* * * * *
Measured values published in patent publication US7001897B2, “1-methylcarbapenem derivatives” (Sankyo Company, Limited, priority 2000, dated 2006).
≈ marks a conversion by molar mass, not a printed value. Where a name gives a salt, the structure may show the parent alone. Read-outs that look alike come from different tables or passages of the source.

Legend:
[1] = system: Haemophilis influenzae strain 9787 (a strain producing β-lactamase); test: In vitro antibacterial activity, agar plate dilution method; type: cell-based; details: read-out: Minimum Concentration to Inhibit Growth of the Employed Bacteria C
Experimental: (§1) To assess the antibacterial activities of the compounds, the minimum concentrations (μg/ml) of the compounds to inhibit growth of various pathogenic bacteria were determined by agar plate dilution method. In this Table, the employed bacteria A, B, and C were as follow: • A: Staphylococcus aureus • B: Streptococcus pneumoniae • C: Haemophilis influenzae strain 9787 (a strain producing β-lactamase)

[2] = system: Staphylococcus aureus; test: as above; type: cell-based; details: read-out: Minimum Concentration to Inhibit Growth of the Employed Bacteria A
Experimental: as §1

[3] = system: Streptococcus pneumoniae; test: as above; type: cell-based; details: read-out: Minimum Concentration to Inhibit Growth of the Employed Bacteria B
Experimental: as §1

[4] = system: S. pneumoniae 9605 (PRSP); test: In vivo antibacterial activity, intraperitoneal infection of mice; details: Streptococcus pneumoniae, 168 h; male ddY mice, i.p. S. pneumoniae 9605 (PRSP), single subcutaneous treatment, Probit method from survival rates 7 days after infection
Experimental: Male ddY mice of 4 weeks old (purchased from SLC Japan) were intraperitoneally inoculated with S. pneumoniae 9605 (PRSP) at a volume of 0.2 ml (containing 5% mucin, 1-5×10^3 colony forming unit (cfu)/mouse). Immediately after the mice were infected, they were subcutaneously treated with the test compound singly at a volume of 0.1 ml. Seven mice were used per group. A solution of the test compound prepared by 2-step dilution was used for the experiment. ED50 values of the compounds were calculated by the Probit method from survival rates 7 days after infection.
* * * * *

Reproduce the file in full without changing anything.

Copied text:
Measured values published in patent publication US7001897B2, “1-methylcarbapenem derivatives” (Sankyo Company, Limited, priority 2000, dated 2006).
≈ marks a conversion by molar mass, not a printed value. Where a name gives a salt, the structure may show the parent alone. Read-outs that look alike come from different tables or passages of the source.

Legend:
[1] = system: Haemophilis influenzae strain 9787 (a strain producing β-lactamase); test: In vitro antibacterial activity, agar plate dilution method; type: cell-based; details: read-out: Minimum Concentration to Inhibit Growth of the Employed Bacteria C
Experimental: (§1) To assess the antibacterial activities of the compounds, the minimum concentrations (μg/ml) of the compounds to inhibit growth of various pathogenic bacteria were determined by agar plate dilution method. In this Table, the employed bacteria A, B, and C were as follow: • A: Staphylococcus aureus • B: Streptococcus pneumoniae • C: Haemophilis influenzae strain 9787 (a strain producing β-lactamase)

[2] = system: Staphylococcus aureus; test: as above; type: cell-based; details: read-out: Minimum Concentration to Inhibit Growth of the Employed Bacteria A
Experimental: as §1

[3] = system: Streptococcus pneumoniae; test: as above; type: cell-based; details: read-out: Minimum Concentration to Inhibit Growth of the Employed Bacteria B
Experimental: as §1

[4] = system: S. pneumoniae 9605 (PRSP); test: In vivo antibacterial activity, intraperitoneal infection of mice; details: Streptococcus pneumoniae, 168 h; male ddY mice, i.p. S. pneumoniae 9605 (PRSP), single subcutaneous treatment, Probit method from survival rates 7 days after infection
Experimental: Male ddY mice of 4 weeks old (purchased from SLC Japan) were intraperitoneally inoculated with S. pneumoniae 9605 (PRSP) at a volume of 0.2 ml (containing 5% mucin, 1-5×10^3 colony forming unit (cfu)/mouse). Immediately after the mice were infected, they were subcutaneously treated with the test compound singly at a volume of 0.1 ml. Seven mice were used per group. A solution of the test compound prepared by 2-step dilution was used for the experiment. ED50 values of the compounds were calculated by the Probit method from survival rates 7 days after infection.